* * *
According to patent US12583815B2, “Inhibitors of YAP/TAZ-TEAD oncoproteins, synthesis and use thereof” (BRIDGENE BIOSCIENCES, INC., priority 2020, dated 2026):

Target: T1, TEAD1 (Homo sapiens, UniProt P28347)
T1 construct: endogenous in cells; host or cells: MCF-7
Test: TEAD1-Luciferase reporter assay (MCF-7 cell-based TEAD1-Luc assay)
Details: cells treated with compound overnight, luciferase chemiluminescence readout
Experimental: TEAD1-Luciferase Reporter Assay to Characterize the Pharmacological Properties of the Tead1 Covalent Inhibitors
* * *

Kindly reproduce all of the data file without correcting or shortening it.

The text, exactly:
According to patent US12583815B2, “Inhibitors of YAP/TAZ-TEAD oncoproteins, synthesis and use thereof” (BRIDGENE BIOSCIENCES, INC., priority 2020, dated 2026):

Target: T1, TEAD1 (Homo sapiens, UniProt P28347)
T1 construct: endogenous in cells; host or cells: MCF-7
Test: TEAD1-Luciferase reporter assay (MCF-7 cell-based TEAD1-Luc assay)
Details: cells treated with compound overnight, luciferase chemiluminescence readout
Experimental: TEAD1-Luciferase Reporter Assay to Characterize the Pharmacological Properties of the Tead1 Covalent Inhibitors